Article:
One of the big questions I’ve been pondering lately is how to help junior engineers grow into senior engineers.
A full answer to that question would be an infinitely-long, constantly-changing post. Today I want to focus on a single foundational skill of any senior engineer: code quality.
Writing decent-quality code is not a sufficient skill to become a senior engineer, but it is necessary. Without that ability, an engineer may never get the opportunity to experiment and fail and learn in other areas like technical architecture or team leadership.
Earning a chance to fail is the real secret to professional growth. As they say, “Good judgment comes from experience. But experience comes from bad judgment.”
As soon as you start talking about code quality, you realize it’s largely in the eye of the beholder.
I might be thinking about the SOLID principles when reviewing your code. Or maybe I’m obsessed with the Gang of Four patterns. Or I recently finished one of Sandi Metz’s great books on OOP, and I’m focused on how you designed your objects. Or I watched a mind-bending Rich Hickey video, and I’m thinking about what functional programming approaches should have been used.
You put 5 principal engineers in a room, and you’ll get at least 6 opinions on what makes for good quality code. Yet I think there are some universal questions that high quality code must address.
First Draft Code
I recently read a good Farnham Street post on the differences between amateurs and professionals with this point:
Amateurs stop when they achieve something. Professionals understand that the initial achievement is just the beginning.
That resonates with my beliefs on code quality. If you’ve worked with me on a project in recent years, you’ve probably heard the phrase first draft code.
When I’m reviewing code, I ask two fundamental questions:
- Does this code achieve the business objectives?
- How will this code fail?
The first piece I’m trying to validate is simply whether code does what it’s supposed to.
For example, if our task is to write a file importer, my question could be something like this: Does the code successfully read the CSV file and save each row to the database?
I go into a code review assuming it meets that minimum bar of working correctly under expected conditions. Otherwise, you probably shouldn’t be submitting code for review, unless you’re asking for help, pairing, etc.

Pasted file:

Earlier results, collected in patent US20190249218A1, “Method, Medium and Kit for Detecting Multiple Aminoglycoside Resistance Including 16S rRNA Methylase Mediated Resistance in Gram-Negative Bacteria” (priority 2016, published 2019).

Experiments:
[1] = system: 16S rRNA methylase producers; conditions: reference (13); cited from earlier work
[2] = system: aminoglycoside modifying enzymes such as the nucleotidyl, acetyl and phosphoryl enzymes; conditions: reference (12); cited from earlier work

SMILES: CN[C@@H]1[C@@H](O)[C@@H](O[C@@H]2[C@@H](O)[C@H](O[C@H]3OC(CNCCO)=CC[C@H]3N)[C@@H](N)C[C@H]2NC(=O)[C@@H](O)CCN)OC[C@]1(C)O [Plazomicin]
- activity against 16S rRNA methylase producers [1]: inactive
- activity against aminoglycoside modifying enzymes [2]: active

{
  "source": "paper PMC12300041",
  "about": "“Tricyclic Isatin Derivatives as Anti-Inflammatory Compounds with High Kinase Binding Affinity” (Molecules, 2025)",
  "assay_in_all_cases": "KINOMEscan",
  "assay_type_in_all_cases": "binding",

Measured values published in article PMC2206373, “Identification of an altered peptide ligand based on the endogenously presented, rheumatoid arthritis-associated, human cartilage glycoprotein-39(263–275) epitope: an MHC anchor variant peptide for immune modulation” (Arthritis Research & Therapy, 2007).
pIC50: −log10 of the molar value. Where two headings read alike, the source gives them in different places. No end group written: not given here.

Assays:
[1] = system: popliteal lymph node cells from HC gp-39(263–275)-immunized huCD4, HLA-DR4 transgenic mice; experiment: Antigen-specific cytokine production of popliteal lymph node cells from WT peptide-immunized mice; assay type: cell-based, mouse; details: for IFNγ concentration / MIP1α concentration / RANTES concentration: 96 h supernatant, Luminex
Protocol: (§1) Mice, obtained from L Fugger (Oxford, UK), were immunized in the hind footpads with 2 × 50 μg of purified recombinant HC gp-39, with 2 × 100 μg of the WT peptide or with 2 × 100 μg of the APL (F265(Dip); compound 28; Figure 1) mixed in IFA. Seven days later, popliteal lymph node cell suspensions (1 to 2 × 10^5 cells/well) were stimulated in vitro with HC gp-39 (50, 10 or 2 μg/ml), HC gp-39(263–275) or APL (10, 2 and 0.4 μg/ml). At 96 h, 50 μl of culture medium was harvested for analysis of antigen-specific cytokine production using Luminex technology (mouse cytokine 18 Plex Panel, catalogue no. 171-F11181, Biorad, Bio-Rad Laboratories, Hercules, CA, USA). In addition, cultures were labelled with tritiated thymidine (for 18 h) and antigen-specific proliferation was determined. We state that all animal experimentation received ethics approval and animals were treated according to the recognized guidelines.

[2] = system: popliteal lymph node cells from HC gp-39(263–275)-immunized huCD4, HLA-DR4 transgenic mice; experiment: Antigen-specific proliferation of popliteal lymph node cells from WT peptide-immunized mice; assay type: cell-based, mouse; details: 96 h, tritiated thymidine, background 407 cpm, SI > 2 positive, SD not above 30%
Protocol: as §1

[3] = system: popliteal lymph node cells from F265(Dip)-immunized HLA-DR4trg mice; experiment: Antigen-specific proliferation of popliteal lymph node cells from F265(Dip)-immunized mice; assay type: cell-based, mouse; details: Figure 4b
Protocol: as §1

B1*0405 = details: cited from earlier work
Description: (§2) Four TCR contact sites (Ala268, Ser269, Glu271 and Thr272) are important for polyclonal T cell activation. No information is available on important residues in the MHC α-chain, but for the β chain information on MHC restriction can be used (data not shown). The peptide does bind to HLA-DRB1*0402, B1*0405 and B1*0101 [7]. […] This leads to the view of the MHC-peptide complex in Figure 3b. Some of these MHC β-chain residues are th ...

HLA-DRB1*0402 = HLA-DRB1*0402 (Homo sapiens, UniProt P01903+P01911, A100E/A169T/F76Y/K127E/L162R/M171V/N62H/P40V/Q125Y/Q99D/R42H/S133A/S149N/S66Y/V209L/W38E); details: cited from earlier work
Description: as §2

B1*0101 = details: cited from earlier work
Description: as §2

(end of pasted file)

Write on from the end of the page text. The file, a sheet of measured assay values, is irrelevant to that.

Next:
Okay, so the code can take a test file, read it, and import it. Yay, it works! And that’s where a lot of junior engineers stop.
That is what I call first draft code.
How will this code fail?
The next thing I look at is how the code will break.
This basic question is focusing aid that prompts a cascade of more valuable questions:
- What assumptions is the code making?
- How will I know it’s broken?
- How will I troubleshoot it when it does fail?
- What state will the system be left in?
- How much does it matter?
There are no always-correct answers to those questions. Like most engineering questions, the answer is it depends.
In our CSV import example, if one row is invalid, we may want processing to stop, or we may want processing to continue and just have error rows collected and logged. If we do want it to stop, do we need to wrap the database activity in a transaction and rollback? Will we know which row it failed on? How quickly does anyone need to know this process failed?
The specific answers matter less to me than knowing that the developer thought about them. And I expect a senior developer to have clear answers to those questions.
Once you start thinking about how your code will fail, it’s easy to go overboard. All code will fail under the wrong circumstances. You can’t guard against every error. You can’t log every detail. Your code would become excessively complex and have too much operational overhead.
When does it have enough guard clauses? Enough instrumentation? Enough test coverage?
Developing that sense of taste for when it’s enough is a lifelong pursuit in software engineering that depends on the project, its budget and operational needs.
The road to mastery goes ever on and on, but for today, if you’re a junior engineer looking to improve your code quality, this is my advice:
Crank out that first draft of the feature, get it working, ideally with some tests. Then go for a walk around the block. Come back to the code with fresh eyes and ask yourself one simple question.